I suppose you could argue that kindness is a "nature vs. nurture" thing. Kind begets kind but then how do you explain a person who has been through hell and is still willing to stick out his or her neck for someone else?

In this argument, the New York Times has given the "nature" side a leg up. The Times reported on some studies produced recently which conclude people are "born to help." By studying children young enough to not yet be socialized to how you're "supposed to act," the biologists found babies are innately sociable and willing to help. Children will pick up dropped things and point to things adults pretend to have lost without the stimulation of a reward.

NBC San Diego posted a story illustrating that some adults have not lost that willingness to help a stranger. Virginia Saenz received a desperate voicemail after another woman dialed Saenz's number by mistake. Lucy Crutchfield left the message, telling her daughter she'd send grocery money but would have to miss a mortgage payment to do it. So Saenz called Crutchfield back and told her to pay the mortgage - Saenz would buy the groceries. She took her son along with her and bought a Thanksgiving dinner and enough groceries to last the daughter's family until the end of the month, which was the daughter's next payday. Special thanks to my friend Blair, who helped me find that story. : )

Doing the right thing on a person-to-person level sometimes gets less attention than helping out in the face of larger peril. Daily kindness is no less important, but stories of those who put themselves at risk to aid someone else can loom larger. This morning I got an email my from my old roommate Michelle, a forward telling a story about a woman named Irena Sendler. Being a bit of a cynic still - I'm working on it! - I went to to check on the story. The verdict there was: TRUE.

Called "the female Oskar Schindler," Sendler passed herself off as a nurse and went in and out of the ghetto, sneaking out nearly 2500 Polish Jews, mostly children. She smuggled them out in a tool box and burlap sacks. Sendler recruited 25 others - mostly women - to help her. Before joining an organized resistance, she saved around 500 people on her own. Sendler survived brutal beatings by the Nazis and prison when she was finally caught to help reunite the children she saved with any family left after the Holocaust.

This email reminded me of a story I saw a week or two ago about a British soldier who smuggled himself INTO Auschwitz. The BBC interviewed "Ginger," Denis Avey, who spoke of his actions over 55 years ago for the first time. Avey served in the British army during World War II and was captured by the Germans. His prison camp was attached to the death camp, and he arranged with Ernst Lobethall, a prisoner, to switch places twice. Avey wanted to witness the atrocities first-hand. Now 91 and living in Derbyshire, Avey didn't know Lobethall survived until the BBC recently reunited Avey and Lobethall's sister, Susana.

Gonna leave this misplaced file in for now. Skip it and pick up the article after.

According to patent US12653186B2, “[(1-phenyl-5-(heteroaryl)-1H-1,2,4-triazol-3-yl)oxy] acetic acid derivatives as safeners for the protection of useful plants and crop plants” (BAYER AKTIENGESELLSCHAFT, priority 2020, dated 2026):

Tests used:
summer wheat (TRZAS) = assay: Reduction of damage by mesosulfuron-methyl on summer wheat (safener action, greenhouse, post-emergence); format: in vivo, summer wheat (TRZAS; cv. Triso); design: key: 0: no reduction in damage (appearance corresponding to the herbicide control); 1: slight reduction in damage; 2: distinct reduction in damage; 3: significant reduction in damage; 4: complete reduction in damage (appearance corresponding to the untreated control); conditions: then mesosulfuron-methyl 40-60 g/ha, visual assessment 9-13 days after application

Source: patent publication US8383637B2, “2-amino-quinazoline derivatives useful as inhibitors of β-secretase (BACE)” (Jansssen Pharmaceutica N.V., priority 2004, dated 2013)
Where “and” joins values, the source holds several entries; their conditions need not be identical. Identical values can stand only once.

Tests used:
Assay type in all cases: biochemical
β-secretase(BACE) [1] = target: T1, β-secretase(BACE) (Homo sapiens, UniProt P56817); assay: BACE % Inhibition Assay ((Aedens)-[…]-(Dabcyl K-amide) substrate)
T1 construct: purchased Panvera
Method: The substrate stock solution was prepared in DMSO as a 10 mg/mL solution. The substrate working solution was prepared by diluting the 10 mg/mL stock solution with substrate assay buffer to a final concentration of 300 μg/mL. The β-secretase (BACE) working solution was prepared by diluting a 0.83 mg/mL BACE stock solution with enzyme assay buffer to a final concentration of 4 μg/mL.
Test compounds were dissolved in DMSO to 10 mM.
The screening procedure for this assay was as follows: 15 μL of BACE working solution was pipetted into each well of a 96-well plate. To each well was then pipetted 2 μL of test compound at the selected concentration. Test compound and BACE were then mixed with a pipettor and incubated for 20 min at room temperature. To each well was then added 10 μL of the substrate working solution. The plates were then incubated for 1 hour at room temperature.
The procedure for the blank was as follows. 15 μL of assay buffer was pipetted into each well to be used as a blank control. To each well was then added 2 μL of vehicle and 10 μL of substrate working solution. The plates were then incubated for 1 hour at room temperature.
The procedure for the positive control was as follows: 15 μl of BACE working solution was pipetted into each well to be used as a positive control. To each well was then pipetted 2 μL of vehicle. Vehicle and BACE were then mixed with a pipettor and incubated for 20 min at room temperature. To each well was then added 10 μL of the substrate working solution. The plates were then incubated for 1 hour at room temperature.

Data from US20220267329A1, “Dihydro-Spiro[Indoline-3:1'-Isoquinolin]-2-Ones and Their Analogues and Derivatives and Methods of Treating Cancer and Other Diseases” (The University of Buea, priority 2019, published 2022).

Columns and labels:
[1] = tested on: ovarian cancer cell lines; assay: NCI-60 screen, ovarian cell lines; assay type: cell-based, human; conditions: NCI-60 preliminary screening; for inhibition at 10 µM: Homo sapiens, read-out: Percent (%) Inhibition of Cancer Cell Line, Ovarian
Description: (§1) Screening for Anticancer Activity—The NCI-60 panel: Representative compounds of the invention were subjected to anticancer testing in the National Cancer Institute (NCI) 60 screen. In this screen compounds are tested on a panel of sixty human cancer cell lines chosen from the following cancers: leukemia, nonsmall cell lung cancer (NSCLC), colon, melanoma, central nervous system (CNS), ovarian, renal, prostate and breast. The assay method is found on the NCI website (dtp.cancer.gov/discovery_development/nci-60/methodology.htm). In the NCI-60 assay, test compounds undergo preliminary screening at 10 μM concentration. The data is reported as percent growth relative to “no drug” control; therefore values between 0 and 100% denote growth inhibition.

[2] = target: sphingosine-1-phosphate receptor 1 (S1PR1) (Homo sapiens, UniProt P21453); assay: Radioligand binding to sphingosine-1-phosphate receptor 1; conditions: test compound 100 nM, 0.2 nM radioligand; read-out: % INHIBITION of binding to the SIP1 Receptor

(Photo courtesy of the New York Times)

Wednesday, December 2, 2009

The final frontier(s)...

If I had my way, I would be a professional student. Regular careers do not much interest me, but finding out things I did not know before absolutely fascinates me. I'm talking "newborn first figuring out she has a hand" or "seven year-old at her first magic show" kind of hooked.

For most of history, people have had the same type of fascination with outer space. To this day, the idea there might be real little green men out there or that we could colonize the moon still holds people in thrall. But for astronaut Randolph Bresnik it was what was on earth that held his attention. On his first-ever space mission, Bresnik floated 220 miles above the earth as his daughter, Abigail Mae, made her first appearance on it. It is just the second time in NASA history an astronaut in space has welcomed a child to his family while in orbit, according to the Boston Globe.

After humans "conquered" space, we have turned our attention to the oceans. Now being called the "real" final frontier, divers/researchers/treasure-hunters/James Cameron have only just begun to plumb the depths of the sea. Just last night I was watching the tail end of a show on the History Channel about ancient cities found on the bottom of the ocean floor, complete with building remnants and cobblestones. MSNBC reported on the over 5500 new species found in the ocean recently. Long thought to be barren, the deep sea (depths of 3,280 feet) now appears to be teeming with creatures straight out of a Salvador Dali painting.

The United Nations women who have reached new frontiers through their own hard work. India has deployed an all-female police unit to serve with the UN security force in Liberia. There they teach the local women self-defense and computer skills. India is the first country to send such a unit to a UN peacekeeping mission.

Tuesday, December 1, 2009

The kid stays in the picture...

Happy December everyone! I'm excited because (for me) it's the official start to the "most wonderful time of the year." : ) I started my Advent calendar this morning, a common event except mine is filled with chocolate. Yum! Nothing like starting a cold day with a little square of milk chocolate embossed with a fun holiday image. Today was a train, in case anyone was wondering.